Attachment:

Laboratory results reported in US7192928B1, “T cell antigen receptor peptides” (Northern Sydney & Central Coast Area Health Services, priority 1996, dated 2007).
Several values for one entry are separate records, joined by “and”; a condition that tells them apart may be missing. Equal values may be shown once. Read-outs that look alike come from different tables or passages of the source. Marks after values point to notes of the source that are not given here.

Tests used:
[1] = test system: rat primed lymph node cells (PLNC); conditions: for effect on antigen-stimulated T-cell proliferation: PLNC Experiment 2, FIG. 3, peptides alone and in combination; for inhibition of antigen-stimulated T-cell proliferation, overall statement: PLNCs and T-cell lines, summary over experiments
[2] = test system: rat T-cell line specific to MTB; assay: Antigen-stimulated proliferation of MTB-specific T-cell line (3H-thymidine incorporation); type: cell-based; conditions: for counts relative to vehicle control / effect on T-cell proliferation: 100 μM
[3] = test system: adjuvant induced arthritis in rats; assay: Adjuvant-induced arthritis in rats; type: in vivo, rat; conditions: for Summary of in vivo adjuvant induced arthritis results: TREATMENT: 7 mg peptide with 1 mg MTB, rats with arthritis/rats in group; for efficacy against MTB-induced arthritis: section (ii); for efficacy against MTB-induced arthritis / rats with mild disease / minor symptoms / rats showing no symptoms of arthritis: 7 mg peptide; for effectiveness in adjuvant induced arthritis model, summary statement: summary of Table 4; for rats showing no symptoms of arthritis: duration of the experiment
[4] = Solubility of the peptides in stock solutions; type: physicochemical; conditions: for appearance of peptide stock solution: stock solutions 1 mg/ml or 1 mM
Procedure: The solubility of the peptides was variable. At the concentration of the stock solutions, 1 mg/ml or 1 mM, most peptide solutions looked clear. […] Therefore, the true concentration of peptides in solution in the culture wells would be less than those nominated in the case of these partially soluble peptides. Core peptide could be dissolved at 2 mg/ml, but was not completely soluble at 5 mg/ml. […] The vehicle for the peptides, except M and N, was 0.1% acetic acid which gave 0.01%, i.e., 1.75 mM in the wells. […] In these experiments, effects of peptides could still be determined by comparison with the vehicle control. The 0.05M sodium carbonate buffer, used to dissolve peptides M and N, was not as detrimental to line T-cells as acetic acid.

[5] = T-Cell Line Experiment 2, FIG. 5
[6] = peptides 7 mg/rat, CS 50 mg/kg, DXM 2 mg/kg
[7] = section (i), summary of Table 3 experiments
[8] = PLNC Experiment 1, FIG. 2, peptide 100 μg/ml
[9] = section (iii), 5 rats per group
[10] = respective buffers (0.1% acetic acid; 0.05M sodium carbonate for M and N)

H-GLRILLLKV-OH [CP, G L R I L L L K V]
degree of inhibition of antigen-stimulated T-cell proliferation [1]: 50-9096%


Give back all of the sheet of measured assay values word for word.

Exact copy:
Laboratory results reported in US7192928B1, “T cell antigen receptor peptides” (Northern Sydney & Central Coast Area Health Services, priority 1996, dated 2007).
Several values for one entry are separate records, joined by “and”; a condition that tells them apart may be missing. Equal values may be shown once. Read-outs that look alike come from different tables or passages of the source. Marks after values point to notes of the source that are not given here.

Tests used:
[1] = test system: rat primed lymph node cells (PLNC); conditions: for effect on antigen-stimulated T-cell proliferation: PLNC Experiment 2, FIG. 3, peptides alone and in combination; for inhibition of antigen-stimulated T-cell proliferation, overall statement: PLNCs and T-cell lines, summary over experiments
[2] = test system: rat T-cell line specific to MTB; assay: Antigen-stimulated proliferation of MTB-specific T-cell line (3H-thymidine incorporation); type: cell-based; conditions: for counts relative to vehicle control / effect on T-cell proliferation: 100 μM
[3] = test system: adjuvant induced arthritis in rats; assay: Adjuvant-induced arthritis in rats; type: in vivo, rat; conditions: for Summary of in vivo adjuvant induced arthritis results: TREATMENT: 7 mg peptide with 1 mg MTB, rats with arthritis/rats in group; for efficacy against MTB-induced arthritis: section (ii); for efficacy against MTB-induced arthritis / rats with mild disease / minor symptoms / rats showing no symptoms of arthritis: 7 mg peptide; for effectiveness in adjuvant induced arthritis model, summary statement: summary of Table 4; for rats showing no symptoms of arthritis: duration of the experiment
[4] = Solubility of the peptides in stock solutions; type: physicochemical; conditions: for appearance of peptide stock solution: stock solutions 1 mg/ml or 1 mM
Procedure: The solubility of the peptides was variable. At the concentration of the stock solutions, 1 mg/ml or 1 mM, most peptide solutions looked clear. […] Therefore, the true concentration of peptides in solution in the culture wells would be less than those nominated in the case of these partially soluble peptides. Core peptide could be dissolved at 2 mg/ml, but was not completely soluble at 5 mg/ml. […] The vehicle for the peptides, except M and N, was 0.1% acetic acid which gave 0.01%, i.e., 1.75 mM in the wells. […] In these experiments, effects of peptides could still be determined by comparison with the vehicle control. The 0.05M sodium carbonate buffer, used to dissolve peptides M and N, was not as detrimental to line T-cells as acetic acid.

[5] = T-Cell Line Experiment 2, FIG. 5
[6] = peptides 7 mg/rat, CS 50 mg/kg, DXM 2 mg/kg
[7] = section (i), summary of Table 3 experiments
[8] = PLNC Experiment 1, FIG. 2, peptide 100 μg/ml
[9] = section (iii), 5 rats per group
[10] = respective buffers (0.1% acetic acid; 0.05M sodium carbonate for M and N)

H-GLRILLLKV-OH [CP, G L R I L L L K V]
degree of inhibition of antigen-stimulated T-cell proliferation [1]: 50-9096%